The truth, the whole truth and nothing but the truth…

When it comes to an opinion, most people are happy to share theirs – sometimes whether you like it or not! When it comes to your website however, you really want the honest opinions – and that may not be your friends and family.

It’s a bit like selling a house. Time and again we hear property experts and popular television shows telling us the decor is not about your tastes but those of the potential buyer, who needs to be able to picture themselves living there in order to secure the sale.

It’s the same with your website – so you need the opinion of others who can view it objectively.

Hopefully by this point you understand the importance of always having your target audience front of mind throughout your website build (if not, click here for a walkthrough on this subject), but it’s easy to led astray when you come across a great animation or effect on another website and take a fancy to including it on your own, totally forgetting the preferences and tastes of your target market. So how do we avoid these pitfalls?

Ask yourself, who do I trust to tell me the truth?

Over the years I’ve heard many people tell me, with great enthusiasm, “my friends and family love it!” And I’m sure that’s what they told you. It may even be true – but ask your self this…

Are your friends and family your target audience?

Do they truly represent the majority or bulk of the group you know will actually be looking for your product or service? Are they in the right industry? Would they invest the amount you charge to have their (very real) problem solved? Most importantly, would they tell you the ACTUAL truth if they didn’t like what you’ve created, no matter what the cost to your relationship with them?

If the answer to ALL of these questions is YES – terrific, ask away! You’ll get some valuable insight and perhaps some additional features which could really serve your audience. If the answer is NO, you could very well end up with a site your relatives all love – but nobody buys from and the time and money you’ve invested is wasted.

Sidenote: you should always seek these opinions at the early first or second draft stage of your website build in case many changes are needed – to save time and cost further down the line.

So here are a few ideas we’ve seen work as a far better barometer of your future success, when looking for others – outside your business – to review your website:

  1. Stakeholders. People who have a vested interest in your commercial success, such as shareholders, trustees, non-executive directors – you can even ask your accountant, who may have seen others succeed in similar ventures and can spot any glaring errors
  2. Trusted Clients. This should be a VERY small pool of those clients who’ve been with you a good while, who know and share your Company values (read my article on this if you need a refresher on identifying and promoting these) and whose opinion really matters to you. These are the sort of clients you want a whole business filled with, so it makes sense to create your new website to appeal to their tastes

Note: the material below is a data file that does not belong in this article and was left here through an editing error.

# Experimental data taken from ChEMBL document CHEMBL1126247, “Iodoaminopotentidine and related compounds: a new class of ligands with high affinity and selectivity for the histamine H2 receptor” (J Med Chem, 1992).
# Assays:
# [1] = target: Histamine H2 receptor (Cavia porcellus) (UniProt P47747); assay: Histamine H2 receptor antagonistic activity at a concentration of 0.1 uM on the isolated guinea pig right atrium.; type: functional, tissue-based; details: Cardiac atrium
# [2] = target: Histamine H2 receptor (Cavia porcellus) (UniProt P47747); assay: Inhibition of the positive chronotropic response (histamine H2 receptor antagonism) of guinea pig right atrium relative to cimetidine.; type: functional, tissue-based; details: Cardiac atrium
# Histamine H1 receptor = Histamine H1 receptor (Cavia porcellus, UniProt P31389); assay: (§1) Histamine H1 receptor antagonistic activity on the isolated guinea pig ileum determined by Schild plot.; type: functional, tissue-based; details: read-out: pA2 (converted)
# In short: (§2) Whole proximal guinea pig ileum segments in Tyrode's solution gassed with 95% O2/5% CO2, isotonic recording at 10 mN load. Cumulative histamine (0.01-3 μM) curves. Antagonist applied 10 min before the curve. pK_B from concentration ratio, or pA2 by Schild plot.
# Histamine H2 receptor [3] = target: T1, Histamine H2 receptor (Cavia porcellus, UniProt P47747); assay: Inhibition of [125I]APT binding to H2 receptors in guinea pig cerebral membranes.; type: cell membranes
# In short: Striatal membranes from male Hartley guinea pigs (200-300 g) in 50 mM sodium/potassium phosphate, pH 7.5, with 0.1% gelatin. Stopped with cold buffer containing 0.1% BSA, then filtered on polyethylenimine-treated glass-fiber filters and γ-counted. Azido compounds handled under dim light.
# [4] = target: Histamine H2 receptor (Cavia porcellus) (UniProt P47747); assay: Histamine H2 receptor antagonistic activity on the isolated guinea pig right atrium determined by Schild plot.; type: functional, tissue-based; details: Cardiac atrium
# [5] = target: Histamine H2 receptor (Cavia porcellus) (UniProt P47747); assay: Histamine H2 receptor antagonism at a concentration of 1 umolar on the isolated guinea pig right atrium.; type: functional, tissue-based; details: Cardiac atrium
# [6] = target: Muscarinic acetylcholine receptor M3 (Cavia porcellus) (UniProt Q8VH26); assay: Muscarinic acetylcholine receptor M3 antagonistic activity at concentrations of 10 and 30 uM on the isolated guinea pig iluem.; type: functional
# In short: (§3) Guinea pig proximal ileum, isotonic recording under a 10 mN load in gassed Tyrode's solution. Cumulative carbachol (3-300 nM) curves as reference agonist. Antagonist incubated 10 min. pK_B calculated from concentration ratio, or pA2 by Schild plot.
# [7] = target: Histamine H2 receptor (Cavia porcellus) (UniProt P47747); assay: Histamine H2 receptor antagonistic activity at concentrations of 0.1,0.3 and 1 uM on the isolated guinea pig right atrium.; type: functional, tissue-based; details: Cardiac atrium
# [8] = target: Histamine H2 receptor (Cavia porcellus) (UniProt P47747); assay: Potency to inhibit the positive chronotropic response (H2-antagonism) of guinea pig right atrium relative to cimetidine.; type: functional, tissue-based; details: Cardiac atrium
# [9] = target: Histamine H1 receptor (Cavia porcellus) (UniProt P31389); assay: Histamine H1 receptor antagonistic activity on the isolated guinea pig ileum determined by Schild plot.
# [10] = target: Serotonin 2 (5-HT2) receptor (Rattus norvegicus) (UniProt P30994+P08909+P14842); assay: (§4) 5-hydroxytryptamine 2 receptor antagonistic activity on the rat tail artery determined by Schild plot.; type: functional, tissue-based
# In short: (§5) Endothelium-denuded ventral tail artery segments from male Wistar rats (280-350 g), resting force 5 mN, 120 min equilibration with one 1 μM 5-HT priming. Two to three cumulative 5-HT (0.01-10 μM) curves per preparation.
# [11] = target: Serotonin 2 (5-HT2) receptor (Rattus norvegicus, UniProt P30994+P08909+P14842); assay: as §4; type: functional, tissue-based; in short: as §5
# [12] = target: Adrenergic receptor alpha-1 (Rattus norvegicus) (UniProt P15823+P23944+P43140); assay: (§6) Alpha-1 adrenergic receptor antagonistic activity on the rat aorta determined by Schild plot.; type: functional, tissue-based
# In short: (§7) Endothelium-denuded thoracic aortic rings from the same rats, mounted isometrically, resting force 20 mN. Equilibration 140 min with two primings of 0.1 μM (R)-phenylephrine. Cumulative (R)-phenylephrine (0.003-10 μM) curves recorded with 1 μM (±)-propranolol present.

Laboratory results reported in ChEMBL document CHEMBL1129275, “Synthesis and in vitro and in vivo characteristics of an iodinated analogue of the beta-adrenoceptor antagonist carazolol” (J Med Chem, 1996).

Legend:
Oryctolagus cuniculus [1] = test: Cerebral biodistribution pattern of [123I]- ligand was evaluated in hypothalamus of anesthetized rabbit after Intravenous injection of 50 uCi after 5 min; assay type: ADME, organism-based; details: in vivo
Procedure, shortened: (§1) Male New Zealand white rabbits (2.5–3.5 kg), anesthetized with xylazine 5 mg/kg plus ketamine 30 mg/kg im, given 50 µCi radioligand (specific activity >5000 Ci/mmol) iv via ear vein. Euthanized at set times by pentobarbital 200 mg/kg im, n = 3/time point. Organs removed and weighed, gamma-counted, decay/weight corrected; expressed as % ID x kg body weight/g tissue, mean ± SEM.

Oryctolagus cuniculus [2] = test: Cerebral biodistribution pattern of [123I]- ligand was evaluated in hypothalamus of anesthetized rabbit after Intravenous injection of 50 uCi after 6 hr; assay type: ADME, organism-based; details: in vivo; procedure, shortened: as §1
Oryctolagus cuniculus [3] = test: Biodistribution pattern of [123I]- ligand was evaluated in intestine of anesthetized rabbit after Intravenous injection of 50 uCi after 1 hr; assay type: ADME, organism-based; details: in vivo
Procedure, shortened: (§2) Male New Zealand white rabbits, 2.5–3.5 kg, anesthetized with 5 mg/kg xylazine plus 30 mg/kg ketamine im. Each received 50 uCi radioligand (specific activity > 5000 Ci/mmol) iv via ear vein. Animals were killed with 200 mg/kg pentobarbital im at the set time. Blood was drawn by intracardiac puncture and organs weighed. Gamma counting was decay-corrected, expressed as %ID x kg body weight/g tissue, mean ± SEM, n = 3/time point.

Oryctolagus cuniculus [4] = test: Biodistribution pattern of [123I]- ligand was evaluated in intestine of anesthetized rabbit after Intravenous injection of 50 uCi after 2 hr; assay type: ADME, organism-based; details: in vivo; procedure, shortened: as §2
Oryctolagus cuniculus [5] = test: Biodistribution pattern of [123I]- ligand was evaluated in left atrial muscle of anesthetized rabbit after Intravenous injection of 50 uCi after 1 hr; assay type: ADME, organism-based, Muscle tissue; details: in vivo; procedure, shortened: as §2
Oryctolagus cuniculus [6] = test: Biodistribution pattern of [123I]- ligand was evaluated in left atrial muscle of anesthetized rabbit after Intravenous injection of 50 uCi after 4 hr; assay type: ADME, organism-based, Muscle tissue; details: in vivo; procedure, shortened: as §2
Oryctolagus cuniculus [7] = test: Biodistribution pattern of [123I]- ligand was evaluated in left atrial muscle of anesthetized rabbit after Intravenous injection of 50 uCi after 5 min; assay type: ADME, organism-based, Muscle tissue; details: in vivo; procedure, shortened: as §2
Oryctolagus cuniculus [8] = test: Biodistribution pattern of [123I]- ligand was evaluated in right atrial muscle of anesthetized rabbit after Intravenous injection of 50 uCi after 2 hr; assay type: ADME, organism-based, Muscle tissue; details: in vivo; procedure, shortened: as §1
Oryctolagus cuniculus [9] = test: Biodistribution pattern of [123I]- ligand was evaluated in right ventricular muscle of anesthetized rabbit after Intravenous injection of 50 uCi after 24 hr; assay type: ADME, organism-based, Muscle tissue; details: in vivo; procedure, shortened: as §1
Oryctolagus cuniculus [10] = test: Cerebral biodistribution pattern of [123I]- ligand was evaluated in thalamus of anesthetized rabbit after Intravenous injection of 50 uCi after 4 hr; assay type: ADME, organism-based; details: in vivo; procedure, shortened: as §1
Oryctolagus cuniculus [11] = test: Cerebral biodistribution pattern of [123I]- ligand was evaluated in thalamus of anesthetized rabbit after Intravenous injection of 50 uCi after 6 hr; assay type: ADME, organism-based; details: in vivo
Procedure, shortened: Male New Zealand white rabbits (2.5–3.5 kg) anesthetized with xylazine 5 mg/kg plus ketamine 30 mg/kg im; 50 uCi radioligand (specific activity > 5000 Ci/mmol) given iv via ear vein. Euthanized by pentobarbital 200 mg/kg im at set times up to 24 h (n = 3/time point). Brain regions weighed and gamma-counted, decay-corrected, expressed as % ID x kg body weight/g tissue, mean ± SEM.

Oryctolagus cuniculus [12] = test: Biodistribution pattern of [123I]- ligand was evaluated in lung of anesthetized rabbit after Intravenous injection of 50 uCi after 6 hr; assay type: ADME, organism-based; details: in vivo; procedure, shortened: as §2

3. Key Staff. Not everyone in your organisation may understand the concept of your target audience / being selective in this so this is one I wouldn’t open up to the whole team – just the key people who know your customers and their needs on a first-name basis. They’re the ones with insights to share and who hear “I can’t find it on your website…” more than others might
  4. Your web designer. Dare we say it, but the person you know who has seen more websites succeed and fail (assuming you chose someone experienced), is the best person to help you learn from others’ mistakes. Be prepared to listen to what they say and go with it – even if just for a short period – and trust in your own judgement in choosing to work with them.

We once worked with a terrific company who sold mid-upper-range accessories for a predominantly female market, but the client was obsessed with bargains. Their target audience however were young, affluent and instagram-obsessed – all they wanted was to be seen with the latest bag – not a bargain, they wanted status symbols. We stripped away all the “SALE SALE SALE” banners and “Bargain Basement” section, replacing them with high quality, aspirational images and behind-the-scenes glimpses into the handmade and unique nature of the product – values they themselves held dear. Sales through the site quadrupled. 

You didn’t start your website to create something you want for yourself, you set out to solve someone else’s need. They are the people to ask what they think of your website – before it launches – and leave your Mum and Dad to pat you on the back afterwards.

Want 5 easy ways to make more money using skills you already have? Grab your FREE copy of my eBook, Leverage Your Expertise Online, today: and discover how to create new income streams by unlocking the hidden profit in your business through your website.